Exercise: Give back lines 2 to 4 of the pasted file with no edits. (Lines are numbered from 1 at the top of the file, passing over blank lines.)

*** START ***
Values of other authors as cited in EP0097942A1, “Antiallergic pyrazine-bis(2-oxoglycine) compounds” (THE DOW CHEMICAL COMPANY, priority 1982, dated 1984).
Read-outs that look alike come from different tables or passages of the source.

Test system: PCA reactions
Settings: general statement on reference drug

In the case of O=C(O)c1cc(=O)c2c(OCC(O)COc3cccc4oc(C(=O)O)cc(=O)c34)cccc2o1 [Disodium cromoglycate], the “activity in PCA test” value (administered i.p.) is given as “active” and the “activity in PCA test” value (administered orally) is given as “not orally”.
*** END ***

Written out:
Read-outs that look alike come from different tables or passages of the source.

Test system: PCA reactions
Settings: general statement on reference drug